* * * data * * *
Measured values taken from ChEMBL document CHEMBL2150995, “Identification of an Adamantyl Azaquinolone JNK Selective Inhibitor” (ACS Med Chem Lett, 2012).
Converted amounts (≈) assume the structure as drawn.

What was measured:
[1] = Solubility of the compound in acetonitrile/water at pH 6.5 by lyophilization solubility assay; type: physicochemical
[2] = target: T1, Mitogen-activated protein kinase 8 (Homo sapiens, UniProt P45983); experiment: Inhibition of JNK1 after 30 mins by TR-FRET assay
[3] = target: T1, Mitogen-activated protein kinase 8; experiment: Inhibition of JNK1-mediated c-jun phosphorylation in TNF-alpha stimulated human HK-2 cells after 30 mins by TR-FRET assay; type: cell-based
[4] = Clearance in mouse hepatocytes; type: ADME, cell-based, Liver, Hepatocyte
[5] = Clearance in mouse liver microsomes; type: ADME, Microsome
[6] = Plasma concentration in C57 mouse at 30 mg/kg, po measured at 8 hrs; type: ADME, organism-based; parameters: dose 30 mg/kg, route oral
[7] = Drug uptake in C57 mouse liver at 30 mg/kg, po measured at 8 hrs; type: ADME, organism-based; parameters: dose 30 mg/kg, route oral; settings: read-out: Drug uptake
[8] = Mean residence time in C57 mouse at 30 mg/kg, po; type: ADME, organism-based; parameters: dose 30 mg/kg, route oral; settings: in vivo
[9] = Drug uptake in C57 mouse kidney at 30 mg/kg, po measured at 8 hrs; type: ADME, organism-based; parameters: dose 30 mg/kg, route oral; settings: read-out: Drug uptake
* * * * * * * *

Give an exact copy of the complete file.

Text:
Measured values taken from ChEMBL document CHEMBL2150995, “Identification of an Adamantyl Azaquinolone JNK Selective Inhibitor” (ACS Med Chem Lett, 2012).
Converted amounts (≈) assume the structure as drawn.

What was measured:
[1] = Solubility of the compound in acetonitrile/water at pH 6.5 by lyophilization solubility assay; type: physicochemical
[2] = target: T1, Mitogen-activated protein kinase 8 (Homo sapiens, UniProt P45983); experiment: Inhibition of JNK1 after 30 mins by TR-FRET assay
[3] = target: T1, Mitogen-activated protein kinase 8; experiment: Inhibition of JNK1-mediated c-jun phosphorylation in TNF-alpha stimulated human HK-2 cells after 30 mins by TR-FRET assay; type: cell-based
[4] = Clearance in mouse hepatocytes; type: ADME, cell-based, Liver, Hepatocyte
[5] = Clearance in mouse liver microsomes; type: ADME, Microsome
[6] = Plasma concentration in C57 mouse at 30 mg/kg, po measured at 8 hrs; type: ADME, organism-based; parameters: dose 30 mg/kg, route oral
[7] = Drug uptake in C57 mouse liver at 30 mg/kg, po measured at 8 hrs; type: ADME, organism-based; parameters: dose 30 mg/kg, route oral; settings: read-out: Drug uptake
[8] = Mean residence time in C57 mouse at 30 mg/kg, po; type: ADME, organism-based; parameters: dose 30 mg/kg, route oral; settings: in vivo
[9] = Drug uptake in C57 mouse kidney at 30 mg/kg, po measured at 8 hrs; type: ADME, organism-based; parameters: dose 30 mg/kg, route oral; settings: read-out: Drug uptake